During the last few weeks of 2005 there was a flurry of activity in the area of registration of protected designations of origin (PDOs) and protected geographical indications (PGIs).
Three new names were added to the Register of PDOs - Sidra de Asturias (a Spanish spice), Miel de sapin des Vosges (French honey) and Siurana (Spanish olive oil) - and two new applications are awaiting Commission attention - Patatas de Prades (Potato from Catalonia) and Melton Mowbray Pork Pies.
The purpose of Regulation 2081/92 (PDOs and PGIs) and Regulation 2082/92 (Certificates of Specific Character) is to ensure continuation of food provenance and to prevent consumers from being misled over the quality associated with certain foods and product names.
To date there are more than 700 registered PDOs and PGIs in Europe, with more than 30 further applications. With the enlarged European Union, we can expect to see this list continue to grow, although the path to achieving a protected status is not always straightforward.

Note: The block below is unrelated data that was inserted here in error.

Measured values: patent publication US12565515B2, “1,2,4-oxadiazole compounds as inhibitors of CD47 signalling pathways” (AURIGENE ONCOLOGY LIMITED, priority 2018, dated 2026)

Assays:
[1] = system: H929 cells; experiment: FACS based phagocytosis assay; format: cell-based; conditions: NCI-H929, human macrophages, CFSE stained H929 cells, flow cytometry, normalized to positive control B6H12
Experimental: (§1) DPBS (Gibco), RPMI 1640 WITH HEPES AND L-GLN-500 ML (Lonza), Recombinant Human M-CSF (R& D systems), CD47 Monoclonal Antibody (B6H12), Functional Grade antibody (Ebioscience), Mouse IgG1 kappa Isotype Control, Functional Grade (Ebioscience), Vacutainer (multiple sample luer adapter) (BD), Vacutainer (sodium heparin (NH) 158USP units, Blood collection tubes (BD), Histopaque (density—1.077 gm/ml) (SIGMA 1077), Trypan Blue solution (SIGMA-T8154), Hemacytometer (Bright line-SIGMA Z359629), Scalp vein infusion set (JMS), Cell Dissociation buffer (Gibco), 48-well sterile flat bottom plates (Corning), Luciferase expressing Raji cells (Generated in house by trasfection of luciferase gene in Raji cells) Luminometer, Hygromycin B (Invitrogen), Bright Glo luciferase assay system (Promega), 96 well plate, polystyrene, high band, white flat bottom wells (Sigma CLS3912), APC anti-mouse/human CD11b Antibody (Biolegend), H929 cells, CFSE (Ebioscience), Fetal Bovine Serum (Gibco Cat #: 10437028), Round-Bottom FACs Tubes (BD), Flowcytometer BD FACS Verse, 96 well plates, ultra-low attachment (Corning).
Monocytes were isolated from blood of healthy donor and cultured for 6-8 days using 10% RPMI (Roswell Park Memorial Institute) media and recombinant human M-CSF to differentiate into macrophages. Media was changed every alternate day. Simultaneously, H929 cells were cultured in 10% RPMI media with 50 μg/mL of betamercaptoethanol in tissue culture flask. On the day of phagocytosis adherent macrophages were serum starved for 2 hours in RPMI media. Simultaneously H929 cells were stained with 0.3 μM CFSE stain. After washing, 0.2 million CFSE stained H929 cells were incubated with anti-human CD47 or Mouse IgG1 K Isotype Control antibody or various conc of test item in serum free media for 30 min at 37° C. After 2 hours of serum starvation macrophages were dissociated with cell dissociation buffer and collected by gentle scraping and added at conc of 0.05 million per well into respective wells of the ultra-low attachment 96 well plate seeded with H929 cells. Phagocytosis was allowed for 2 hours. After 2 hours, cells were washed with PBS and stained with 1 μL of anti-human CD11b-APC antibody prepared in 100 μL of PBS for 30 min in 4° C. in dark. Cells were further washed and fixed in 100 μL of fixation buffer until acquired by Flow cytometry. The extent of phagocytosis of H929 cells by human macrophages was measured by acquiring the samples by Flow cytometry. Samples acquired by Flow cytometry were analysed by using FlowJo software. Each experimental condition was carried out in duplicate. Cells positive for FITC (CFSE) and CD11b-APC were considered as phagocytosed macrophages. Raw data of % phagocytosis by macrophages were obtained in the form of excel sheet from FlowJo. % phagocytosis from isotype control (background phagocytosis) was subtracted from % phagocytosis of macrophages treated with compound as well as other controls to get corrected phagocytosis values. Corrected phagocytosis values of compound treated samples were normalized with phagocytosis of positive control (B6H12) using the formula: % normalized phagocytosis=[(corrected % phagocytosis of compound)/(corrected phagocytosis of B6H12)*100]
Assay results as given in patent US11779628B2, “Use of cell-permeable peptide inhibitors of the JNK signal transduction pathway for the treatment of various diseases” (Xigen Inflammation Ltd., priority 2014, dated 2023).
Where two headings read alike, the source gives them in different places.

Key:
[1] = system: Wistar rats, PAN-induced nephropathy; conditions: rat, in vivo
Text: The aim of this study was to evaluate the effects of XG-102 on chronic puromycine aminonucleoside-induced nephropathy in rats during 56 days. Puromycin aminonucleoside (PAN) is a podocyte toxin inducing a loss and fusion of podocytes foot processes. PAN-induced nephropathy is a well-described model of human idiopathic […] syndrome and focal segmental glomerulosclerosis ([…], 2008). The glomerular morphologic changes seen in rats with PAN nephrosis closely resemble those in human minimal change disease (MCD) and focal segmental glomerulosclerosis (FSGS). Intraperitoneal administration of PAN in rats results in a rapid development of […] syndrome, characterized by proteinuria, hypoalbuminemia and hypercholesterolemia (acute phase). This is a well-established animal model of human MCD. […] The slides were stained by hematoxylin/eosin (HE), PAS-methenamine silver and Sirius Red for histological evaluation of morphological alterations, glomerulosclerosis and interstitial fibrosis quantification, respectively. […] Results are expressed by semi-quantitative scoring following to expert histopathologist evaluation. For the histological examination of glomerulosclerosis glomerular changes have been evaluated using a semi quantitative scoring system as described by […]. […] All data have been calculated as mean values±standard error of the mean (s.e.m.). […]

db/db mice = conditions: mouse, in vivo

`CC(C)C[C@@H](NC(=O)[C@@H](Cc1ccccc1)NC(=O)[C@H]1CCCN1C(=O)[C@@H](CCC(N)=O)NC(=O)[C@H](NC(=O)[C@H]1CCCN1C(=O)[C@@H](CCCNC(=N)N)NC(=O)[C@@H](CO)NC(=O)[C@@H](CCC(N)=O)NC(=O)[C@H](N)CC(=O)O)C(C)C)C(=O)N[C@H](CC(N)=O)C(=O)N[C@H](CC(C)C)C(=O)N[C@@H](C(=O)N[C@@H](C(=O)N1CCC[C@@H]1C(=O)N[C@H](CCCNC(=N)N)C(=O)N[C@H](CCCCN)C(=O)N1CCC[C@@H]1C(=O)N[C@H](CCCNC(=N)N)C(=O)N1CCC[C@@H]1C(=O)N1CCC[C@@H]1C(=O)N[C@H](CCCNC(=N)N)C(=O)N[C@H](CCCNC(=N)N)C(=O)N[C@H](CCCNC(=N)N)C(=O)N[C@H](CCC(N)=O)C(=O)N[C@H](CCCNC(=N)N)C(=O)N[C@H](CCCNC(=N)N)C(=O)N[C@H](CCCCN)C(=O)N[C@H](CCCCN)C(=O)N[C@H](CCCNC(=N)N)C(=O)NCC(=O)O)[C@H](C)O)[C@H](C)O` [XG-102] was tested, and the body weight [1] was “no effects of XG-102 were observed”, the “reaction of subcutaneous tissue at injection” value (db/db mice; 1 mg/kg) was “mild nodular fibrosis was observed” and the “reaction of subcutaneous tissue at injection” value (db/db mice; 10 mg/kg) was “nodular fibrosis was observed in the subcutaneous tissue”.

The aforementioned application for the Melton Mowbray Pork Pie (by the Melton Mowbray Pork Pie Association) was objected to by many other producers, and the final submission to the Commission has been subject to a legal challenge by Northern Foods.
Whilst food provenance may be good news for certain producers (clearly not all), it can also be a regulatory headache for food manufacturers further down the chain.
Product development is on a constant innovation cycle, using imaginative and unusual ingredients.
The risk occurs if PDO and PGI registered foods are selected in the manufacturing process, but the development team are unaware that the ingredient or final food is protected. It is critically important to track the many applications concerning food provenance, the same way that you would track additives and labelling, for example.
It's too easy to overlook this regulatory field, but it can be just as costly as other oversights!
Jean feord is business manager regulatory & technical consultancy services, Leatherhead Food International